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West Virginia GOP Lawmaker Resigns After Antigay Slurs Surface

John Mandt

Delegate John Mandt Jr. allegedly sent the slurs to a group message to Republicans.


John Mandt Jr., a member of the West Virginia House of Delegates, resigned from his office Saturday after screenshots of him using antigay slurs and disparaging the LGBTQ+ community surfaced on Twitter, reports KDKA, a local CBS affiliate.

Several screenshots of messages sent in a Facebook group chat called "The 'Right' Stuff" were shared on Twitter. These screenshots appear to show the Cabell County politician making gay jokes, using the antigay slur "faggot," criticizing fellow Republicans for being "sponsors of a queer bill," and personally insulting other state lawmakers.

Jeffrey Ward, who is running for a City Council seat in Huntington, W.Va., confirmed to that city's Herald-Dispatch that he was invited to join the group and that Mandt was the one who made these comments.

"At first this group spoke of issues in the community and occasionally had some locker-room humor," Ward said. "However, the rhetoric from Delegate Mandt and several members shifted to personal attacks, sophomoric remarks and were not issue driven and were beneath the dignity of his office -- as such, I left the group in March of this year."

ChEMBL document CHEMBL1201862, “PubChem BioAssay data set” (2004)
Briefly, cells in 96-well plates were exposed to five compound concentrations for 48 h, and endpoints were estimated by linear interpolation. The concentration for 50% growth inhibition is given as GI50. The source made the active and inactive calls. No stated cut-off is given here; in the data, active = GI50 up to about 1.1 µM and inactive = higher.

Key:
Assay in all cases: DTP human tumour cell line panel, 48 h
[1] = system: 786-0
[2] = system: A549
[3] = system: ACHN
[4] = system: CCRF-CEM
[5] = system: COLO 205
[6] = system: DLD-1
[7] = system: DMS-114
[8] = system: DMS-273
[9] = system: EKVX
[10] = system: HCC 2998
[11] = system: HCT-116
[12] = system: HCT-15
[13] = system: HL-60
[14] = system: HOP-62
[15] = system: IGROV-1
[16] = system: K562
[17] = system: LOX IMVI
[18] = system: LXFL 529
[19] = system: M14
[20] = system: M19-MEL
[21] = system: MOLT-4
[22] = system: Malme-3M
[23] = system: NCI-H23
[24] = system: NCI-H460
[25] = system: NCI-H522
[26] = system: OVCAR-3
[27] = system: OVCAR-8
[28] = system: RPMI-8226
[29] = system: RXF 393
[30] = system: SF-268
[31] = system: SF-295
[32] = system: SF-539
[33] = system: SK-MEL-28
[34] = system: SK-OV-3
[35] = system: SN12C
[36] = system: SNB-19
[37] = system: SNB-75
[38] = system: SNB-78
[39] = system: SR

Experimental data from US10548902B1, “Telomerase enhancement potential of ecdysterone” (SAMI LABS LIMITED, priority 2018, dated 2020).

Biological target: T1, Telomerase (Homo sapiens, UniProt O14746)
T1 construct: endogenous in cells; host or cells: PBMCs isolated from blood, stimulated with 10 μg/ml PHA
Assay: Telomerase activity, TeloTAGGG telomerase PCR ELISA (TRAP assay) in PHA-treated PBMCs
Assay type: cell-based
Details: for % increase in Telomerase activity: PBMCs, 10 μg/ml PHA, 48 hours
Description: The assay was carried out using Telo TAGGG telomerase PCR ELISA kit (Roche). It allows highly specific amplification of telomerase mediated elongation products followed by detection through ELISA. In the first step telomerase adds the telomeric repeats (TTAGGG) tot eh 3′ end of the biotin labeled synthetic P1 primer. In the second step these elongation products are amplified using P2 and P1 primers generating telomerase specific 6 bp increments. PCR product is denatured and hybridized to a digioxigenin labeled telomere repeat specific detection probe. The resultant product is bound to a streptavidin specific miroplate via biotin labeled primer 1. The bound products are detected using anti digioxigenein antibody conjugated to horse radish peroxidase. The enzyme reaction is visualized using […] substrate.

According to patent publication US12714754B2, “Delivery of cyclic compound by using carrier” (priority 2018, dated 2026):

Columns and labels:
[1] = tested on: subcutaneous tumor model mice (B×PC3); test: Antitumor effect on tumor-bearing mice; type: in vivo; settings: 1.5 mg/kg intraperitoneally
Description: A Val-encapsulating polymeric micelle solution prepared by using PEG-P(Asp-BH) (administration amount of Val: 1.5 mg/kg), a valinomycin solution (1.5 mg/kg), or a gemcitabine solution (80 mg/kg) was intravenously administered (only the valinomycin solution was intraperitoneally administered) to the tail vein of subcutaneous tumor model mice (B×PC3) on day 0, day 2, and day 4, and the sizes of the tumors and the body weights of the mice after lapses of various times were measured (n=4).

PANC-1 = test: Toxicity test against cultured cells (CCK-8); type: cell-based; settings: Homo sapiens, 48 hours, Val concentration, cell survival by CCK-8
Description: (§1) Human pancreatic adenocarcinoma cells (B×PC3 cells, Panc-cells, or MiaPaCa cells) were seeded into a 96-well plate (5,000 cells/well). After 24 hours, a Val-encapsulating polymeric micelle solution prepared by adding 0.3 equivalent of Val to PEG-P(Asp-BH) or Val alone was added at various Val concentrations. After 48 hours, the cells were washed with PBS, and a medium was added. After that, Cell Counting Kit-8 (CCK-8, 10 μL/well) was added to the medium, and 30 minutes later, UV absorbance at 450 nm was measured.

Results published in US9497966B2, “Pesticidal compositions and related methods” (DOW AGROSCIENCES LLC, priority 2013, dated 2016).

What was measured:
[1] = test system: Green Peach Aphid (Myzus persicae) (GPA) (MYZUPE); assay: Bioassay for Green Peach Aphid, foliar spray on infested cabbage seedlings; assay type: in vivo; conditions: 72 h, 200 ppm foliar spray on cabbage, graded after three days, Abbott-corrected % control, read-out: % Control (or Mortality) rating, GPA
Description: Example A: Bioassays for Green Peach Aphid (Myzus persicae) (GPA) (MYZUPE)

Mandt initially denied making the statements in a now-deleted Facebook post and even tried positioning himself as the victim. "Everything electronic can be fabricated. It's by design, my family, my business are being attacked," he said in the post. Since deleting the post, he has not commented on the issue.

This is not Mandt's first reported antigay offense. Civil rights advocacy group Fairness West Virginia reported in a weekend statement that in 2019, Mandt defended a fellow delegate who said he'd drown his own kids if they were gay and later referred to the LGBTQ+ community as the "alphabet hate group."

"In West Virginia, we believe in treating everyone with dignity and respect. We believe in the Golden Rule," Fairness West Virginia said in the statement. "But sadly, West Virginia is a state where discrimination against LGBTQ people is still legal. Leaders like Del. Mandt want to keep it that way."

Mandt had been running for reelection this fall, but following his resignation, he has quit the campaign. According to West Virginia law, when a delegate resigns, the delegate's party gets to submit three suggestions for a replacement and the governor appoints one of them.

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